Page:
There are three types of “events” associated with a series:

  • Open Practice

  • Time Trials

  • Race.

These are exactly what you think they are. Open Practice involves ~60 minute sessions with many other drivers on track with you. Practice sessions don’t affect your iRating or your Safety Rating, but that doesn’t mean that people don’t take them seriously. But, they do give you the opportunity to drive on track with other drivers who are all trying to find the fastest line. Clean driving and, more importantly, clean passing are important. The times are not official.

Time Trials are closed events where you are the only driver on course. You must complete a consecutive number of incident-free laps in order to register an official time for the session. This is harder than it sounds. Just a little too much tire off into the dirt and you have to start all over. I honestly didn’t find time trialing in this manner to be too entertaining. I did find it infuriating because I would get close to the lap requirement and then inevitably drop a tire and have to start all over…

Racing sessions are where the fun is, in my opinion. Racing involves a qualifying session, where other drivers are on track, to determine starting grid position. The Global MX-5 Cup had standing starts. In contrast to rFactor 2, when the “green” dropped, you saw a representation of the red lights go out and the green lights come on. Maybe this is a little less realistic, but it was a little more forgiving. It certainly resulted in some hilarious starts when people forgot to wait for the green.

Standing starts are very real, though. People bone them and you have to get around them. Turn 1 on any track is always a thriller. The racing is always close because iRacing attempts to gather a full session of drivers that have similar iRatings (which implies similar skill levels). I never found that someone was completely thrashing the field unless some major race incident collected everyone up.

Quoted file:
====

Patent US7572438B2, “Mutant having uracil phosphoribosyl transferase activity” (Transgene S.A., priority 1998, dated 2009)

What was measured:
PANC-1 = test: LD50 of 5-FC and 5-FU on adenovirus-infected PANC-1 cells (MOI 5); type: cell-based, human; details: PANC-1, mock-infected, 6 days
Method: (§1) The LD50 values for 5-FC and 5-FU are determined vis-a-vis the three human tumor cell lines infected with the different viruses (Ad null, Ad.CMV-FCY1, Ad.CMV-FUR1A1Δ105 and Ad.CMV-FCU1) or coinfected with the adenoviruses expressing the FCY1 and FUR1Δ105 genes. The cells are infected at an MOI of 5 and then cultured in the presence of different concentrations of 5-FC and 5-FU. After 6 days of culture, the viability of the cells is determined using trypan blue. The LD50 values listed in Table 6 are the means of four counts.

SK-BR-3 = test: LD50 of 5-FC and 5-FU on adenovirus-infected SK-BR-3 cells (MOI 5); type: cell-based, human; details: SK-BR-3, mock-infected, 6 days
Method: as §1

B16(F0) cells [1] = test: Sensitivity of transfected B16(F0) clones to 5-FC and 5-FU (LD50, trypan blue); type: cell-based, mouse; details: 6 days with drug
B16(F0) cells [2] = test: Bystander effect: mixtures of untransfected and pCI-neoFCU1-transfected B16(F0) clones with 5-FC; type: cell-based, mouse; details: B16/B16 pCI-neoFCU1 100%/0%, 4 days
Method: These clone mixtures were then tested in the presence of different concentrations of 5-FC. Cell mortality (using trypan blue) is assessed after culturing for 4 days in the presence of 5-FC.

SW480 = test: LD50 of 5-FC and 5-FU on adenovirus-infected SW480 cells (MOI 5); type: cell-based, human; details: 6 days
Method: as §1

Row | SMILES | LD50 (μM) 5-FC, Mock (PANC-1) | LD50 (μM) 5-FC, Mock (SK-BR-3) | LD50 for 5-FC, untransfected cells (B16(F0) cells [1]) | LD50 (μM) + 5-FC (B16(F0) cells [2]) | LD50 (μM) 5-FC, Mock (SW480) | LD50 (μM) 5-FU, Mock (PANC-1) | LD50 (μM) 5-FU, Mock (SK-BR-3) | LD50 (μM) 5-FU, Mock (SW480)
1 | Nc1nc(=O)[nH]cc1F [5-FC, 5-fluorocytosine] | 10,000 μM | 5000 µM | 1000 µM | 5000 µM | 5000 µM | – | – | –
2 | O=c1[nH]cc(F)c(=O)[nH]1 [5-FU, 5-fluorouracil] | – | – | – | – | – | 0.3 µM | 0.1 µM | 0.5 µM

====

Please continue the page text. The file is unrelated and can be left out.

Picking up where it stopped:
And, collecting people up does happen, just like in real life. And, unfortunately, it happened to me on more than one occasion. Generally speaking, people own up to their mistakes, and either on voice chat (available when you plug in a headset) or text chat, people tend to apologize for their bumbles.

But enough about the capabilities. What is it actually like? Well, firstly, iRacing is very different than most software/games you might be accustomed to.


iRacing is launched from the browser which then fires up the application.

iRacing uses a very interesting system where you don’t actually “run” the software directly. You use the browser to navigate the iRacing site, make your selections, and then hit “drive” from there. You then see the launcher screen which then immediately dumps you into the simulator. Even your basic system/graphics settings are initially launched/configured from a web browser. iRacing will also check to verify that you have the latest required bits and pieces before you are even allowed to click the drive button. This, too, fires up a local application to download and install the components. You can configure various aspects of the track (if you are just practicing/testing by yourself) including the weather and the amount of track use. That’s right – how much the track has been used affects the car’s handling, just like in real life.